Dress, clean, and cut up a fowl. Put in a kettle, cover with boiling water, and cook slowly until tender, adding salt to water when chicken is about half done. Remove from water, sprinkle with salt and pepper, dredge with flour, and sauté in butter or pork fat. Arrange chicken on pieces of dry toast placed on a hot platter, having wings and sécond joints opposite each other, breast in centre of platter, and drumsticks crossed just below second joints. Pour around White or Brown Sauce. Reduce stock to two cups, strain, and remove the fat. Melt three tablespoons butter, add four tablespoons flour, and pour on gradually one and one-half cups stock. Just before serving, add one-half cup cream, and salt and pepper to taste; or make a sauce by browning butter and flour and adding two cups stock, then seasoning with salt and pepper.
Fowls, which are always made tender by long cooking, are frequently utilized in this way. If chickens are employed, they are sautéd without previous boiling, and allowed to simmer fifteen to twenty minutes in the sauce.
Clean, singe, and cut in pieces for serving, two young chickens. Plunge in cold water, drain but do not wipe. Sprinkle with salt and pepper, and coat thickly with flour, having as much flour adhere to chicken as possible. Try out one pound fat salt pork cut in pieces, and cook chicken slowly in fat until tender and well browned. Serve with White Sauce made of half milk and half cream.
Dress, clean, and cut up two young chickens. Sprinkle with salt and pepper, dip in flour, egg, and soft crumbs, place in a well-greased dripping-pan, and bake thirty minutes in a hot oven, basting after first five minutes of cooking with one-third cup melted butter. Arrange on platter and pour over two cups Cream Sauce.
Split and clean two broilers. Place in dripping-pan and sprinkle with salt, pepper, two tablespoons green pepper finely chopped, and one tablespoon chives finely cut. Cover with strips of bacon thinly cut, and bake in a hot oven until chicken is tender. Remove to serving dish and pour around the following sauce:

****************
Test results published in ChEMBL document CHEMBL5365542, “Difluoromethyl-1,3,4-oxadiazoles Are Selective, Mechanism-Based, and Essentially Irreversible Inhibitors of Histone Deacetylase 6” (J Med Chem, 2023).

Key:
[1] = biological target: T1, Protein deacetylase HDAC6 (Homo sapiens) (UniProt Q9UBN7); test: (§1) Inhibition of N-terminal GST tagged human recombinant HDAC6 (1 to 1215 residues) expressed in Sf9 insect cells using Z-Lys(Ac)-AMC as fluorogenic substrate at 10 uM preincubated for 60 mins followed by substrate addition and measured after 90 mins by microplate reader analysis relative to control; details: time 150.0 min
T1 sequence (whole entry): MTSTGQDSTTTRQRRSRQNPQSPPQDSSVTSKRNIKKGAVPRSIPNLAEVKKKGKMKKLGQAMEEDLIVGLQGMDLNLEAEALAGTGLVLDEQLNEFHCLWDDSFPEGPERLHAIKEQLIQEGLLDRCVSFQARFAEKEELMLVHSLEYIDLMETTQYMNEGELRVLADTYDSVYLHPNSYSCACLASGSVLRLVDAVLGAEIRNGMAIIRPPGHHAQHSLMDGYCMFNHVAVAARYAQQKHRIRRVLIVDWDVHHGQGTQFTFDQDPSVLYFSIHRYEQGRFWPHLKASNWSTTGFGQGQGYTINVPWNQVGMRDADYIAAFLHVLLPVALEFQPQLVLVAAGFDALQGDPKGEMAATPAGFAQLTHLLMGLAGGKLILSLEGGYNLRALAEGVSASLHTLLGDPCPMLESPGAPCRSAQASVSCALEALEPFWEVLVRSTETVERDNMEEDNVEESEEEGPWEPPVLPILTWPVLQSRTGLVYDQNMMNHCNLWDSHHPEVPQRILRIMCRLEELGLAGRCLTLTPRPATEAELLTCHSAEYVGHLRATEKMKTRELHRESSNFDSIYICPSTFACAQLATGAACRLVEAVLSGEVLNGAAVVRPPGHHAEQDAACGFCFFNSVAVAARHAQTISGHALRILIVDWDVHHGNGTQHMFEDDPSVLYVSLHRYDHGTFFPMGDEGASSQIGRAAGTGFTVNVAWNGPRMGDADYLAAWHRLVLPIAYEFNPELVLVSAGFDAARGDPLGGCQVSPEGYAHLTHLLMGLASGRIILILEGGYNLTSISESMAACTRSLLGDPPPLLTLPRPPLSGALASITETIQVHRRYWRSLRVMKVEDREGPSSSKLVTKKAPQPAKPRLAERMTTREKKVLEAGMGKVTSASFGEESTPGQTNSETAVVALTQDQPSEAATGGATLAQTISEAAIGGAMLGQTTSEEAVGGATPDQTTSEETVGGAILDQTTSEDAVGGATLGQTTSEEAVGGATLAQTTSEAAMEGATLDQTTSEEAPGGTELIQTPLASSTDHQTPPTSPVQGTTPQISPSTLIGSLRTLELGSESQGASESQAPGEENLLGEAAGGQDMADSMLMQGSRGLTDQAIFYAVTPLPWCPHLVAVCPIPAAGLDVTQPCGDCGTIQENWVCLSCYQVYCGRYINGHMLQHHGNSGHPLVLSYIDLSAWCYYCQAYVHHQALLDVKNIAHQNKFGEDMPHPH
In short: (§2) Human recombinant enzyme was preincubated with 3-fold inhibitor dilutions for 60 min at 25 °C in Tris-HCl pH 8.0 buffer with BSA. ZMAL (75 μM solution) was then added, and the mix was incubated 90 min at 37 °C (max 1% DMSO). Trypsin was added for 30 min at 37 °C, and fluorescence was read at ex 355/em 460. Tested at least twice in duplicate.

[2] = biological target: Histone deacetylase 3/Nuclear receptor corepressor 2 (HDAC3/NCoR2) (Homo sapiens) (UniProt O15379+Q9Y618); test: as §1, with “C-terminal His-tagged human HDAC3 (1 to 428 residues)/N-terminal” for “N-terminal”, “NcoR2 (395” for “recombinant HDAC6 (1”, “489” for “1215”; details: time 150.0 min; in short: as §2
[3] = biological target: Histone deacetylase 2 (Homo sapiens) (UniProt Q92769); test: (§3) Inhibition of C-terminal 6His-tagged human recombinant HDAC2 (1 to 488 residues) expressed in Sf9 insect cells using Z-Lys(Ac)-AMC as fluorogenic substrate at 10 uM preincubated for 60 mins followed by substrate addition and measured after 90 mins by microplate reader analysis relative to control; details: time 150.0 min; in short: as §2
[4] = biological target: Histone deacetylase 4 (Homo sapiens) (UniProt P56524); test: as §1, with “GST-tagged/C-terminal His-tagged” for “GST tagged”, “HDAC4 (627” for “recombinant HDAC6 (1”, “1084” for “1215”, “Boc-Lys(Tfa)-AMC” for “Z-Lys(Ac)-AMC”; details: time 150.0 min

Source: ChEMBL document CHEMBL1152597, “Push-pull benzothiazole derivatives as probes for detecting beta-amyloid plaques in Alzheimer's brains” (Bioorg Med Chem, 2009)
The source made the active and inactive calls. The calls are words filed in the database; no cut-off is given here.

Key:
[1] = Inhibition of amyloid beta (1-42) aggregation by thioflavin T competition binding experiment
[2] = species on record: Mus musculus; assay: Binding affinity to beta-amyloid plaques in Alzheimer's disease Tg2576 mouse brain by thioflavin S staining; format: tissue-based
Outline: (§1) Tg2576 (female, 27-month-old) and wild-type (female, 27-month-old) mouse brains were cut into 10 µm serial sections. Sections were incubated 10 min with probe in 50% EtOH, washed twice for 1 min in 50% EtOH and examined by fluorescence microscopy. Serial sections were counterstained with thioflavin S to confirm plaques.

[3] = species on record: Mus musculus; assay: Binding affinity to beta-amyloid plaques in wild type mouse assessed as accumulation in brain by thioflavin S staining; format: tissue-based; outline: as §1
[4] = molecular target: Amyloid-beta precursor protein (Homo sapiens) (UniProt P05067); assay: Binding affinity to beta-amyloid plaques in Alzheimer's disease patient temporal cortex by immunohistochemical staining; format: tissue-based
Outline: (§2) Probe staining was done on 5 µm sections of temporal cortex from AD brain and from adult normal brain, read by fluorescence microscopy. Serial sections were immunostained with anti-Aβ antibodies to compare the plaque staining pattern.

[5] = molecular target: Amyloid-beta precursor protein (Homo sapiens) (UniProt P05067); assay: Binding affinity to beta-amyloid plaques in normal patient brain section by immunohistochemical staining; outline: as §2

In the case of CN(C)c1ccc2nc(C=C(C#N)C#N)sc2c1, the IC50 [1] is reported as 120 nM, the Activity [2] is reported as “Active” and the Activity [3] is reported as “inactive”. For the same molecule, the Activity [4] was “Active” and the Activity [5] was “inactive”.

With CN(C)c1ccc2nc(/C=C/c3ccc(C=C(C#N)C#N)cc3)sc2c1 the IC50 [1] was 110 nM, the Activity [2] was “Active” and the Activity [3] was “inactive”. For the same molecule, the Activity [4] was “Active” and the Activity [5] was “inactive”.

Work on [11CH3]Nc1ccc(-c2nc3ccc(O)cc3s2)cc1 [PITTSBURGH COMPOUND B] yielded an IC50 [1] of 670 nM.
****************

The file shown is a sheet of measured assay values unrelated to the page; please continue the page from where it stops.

Dress, clean, and cut up a chicken. Sprinkle with salt and pepper, dredge with flour, and sauté in salt pork fat. Put in a stewpan, cover with sauce, and cook slowly until chicken is tender. Add one-half can mushrooms cut in quarters, and cook five minutes. Arrange chicken on serving dish and pour around sauce; garnish with parsley.
Dress, clean, and cut up two chickens. Place in a dripping-pan, sprinkle with salt and pepper, dredge with flour, and dot over with one-fourth cup butter. Bake thirty minutes in a hot oven, basting every five minutes with one-fourth cup butter melted in one-fourth cup boiling water. Serve with gravy made by using fat in pan, one-fourth cup flour, one cup each Chicken Stock and cream, salt and pepper.
Cream the butter, add pepper, parsley, onion, garlic, and lemon juice. Split a young chicken as for broiling, place in dripping-pan, sprinkle with salt and pepper, dot over with butter, and bake in a hot oven until nearly cooked. Butter plank, arrange a border of Duchess Potatoes close to edge of plank, and remove chicken to plank. Clean, peel, and sauté mushroom caps, place on chicken, spread over prepared butter, and put in a very hot oven to brown potatoes and finish cooking chicken. Serve on the plank.